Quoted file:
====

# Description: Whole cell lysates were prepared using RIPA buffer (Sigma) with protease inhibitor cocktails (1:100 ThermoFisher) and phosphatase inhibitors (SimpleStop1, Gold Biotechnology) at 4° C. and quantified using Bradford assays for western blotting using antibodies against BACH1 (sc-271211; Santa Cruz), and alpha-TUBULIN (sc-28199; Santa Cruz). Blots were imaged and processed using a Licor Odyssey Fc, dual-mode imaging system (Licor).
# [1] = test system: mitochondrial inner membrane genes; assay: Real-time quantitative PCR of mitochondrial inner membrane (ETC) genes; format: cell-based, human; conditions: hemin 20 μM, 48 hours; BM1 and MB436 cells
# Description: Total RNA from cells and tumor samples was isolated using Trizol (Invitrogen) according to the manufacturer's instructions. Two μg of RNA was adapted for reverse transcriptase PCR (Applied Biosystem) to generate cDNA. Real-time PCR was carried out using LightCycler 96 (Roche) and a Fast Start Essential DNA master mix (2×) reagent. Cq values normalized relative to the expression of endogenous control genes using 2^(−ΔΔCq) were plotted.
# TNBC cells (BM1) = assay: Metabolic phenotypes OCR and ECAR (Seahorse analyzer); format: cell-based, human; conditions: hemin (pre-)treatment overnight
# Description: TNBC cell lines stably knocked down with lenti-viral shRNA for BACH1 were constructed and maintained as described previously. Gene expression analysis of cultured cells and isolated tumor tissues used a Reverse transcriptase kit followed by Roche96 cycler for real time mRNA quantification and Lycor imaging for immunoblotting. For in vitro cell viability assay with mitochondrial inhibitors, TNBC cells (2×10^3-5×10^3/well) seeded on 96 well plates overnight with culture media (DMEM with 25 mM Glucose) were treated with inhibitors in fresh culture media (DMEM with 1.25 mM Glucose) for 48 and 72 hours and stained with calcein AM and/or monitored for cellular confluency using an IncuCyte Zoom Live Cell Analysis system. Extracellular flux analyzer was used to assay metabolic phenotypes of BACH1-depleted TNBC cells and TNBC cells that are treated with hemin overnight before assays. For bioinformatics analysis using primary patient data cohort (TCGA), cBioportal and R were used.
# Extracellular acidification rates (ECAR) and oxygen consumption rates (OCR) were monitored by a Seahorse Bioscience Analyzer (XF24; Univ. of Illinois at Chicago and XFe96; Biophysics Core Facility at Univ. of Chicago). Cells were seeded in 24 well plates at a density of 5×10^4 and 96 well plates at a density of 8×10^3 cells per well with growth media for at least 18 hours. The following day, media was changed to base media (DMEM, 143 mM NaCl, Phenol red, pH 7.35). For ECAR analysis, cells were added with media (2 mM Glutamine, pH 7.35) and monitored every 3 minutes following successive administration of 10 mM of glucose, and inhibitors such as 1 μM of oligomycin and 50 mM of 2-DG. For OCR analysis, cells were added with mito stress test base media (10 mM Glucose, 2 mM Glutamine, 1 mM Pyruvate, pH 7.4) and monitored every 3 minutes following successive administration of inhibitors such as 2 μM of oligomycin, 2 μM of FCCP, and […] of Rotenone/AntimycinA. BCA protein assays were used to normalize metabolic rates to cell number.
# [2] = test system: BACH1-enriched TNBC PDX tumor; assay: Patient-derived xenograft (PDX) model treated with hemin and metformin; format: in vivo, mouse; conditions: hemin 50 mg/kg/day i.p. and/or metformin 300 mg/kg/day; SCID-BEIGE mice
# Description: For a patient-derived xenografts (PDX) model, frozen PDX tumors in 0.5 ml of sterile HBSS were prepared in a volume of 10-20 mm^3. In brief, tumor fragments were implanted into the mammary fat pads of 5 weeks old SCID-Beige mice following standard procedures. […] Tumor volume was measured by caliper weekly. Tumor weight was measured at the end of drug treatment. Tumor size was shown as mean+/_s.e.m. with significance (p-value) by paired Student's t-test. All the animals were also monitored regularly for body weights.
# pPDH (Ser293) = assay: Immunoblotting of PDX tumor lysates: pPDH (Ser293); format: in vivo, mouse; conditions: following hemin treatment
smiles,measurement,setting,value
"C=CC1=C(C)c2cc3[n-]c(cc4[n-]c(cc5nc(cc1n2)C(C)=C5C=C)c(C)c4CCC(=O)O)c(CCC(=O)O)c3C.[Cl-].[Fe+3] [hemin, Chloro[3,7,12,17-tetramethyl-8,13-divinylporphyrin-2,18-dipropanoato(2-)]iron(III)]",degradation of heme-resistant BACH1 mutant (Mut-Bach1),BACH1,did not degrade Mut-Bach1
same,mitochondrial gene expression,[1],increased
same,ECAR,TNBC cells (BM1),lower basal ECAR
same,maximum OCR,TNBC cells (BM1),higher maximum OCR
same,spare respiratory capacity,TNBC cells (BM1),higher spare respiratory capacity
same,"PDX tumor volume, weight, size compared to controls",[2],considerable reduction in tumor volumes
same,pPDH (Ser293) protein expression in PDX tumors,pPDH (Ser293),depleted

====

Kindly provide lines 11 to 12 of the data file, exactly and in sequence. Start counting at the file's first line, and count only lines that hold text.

"C=CC1=C(C)c2cc3[n-]c(cc4[n-]c(cc5nc(cc1n2)C(C)=C5C=C)c(C)c4CCC(=O)O)c(CCC(=O)O)c3C.[Cl-].[Fe+3] [hemin, Chloro[3,7,12,17-tetramethyl-8,13-divinylporphyrin-2,18-dipropanoato(2-)]iron(III)]",degradation of heme-resistant BACH1 mutant (Mut-Bach1),BACH1,did not degrade Mut-Bach1
same,mitochondrial gene expression,[1],increased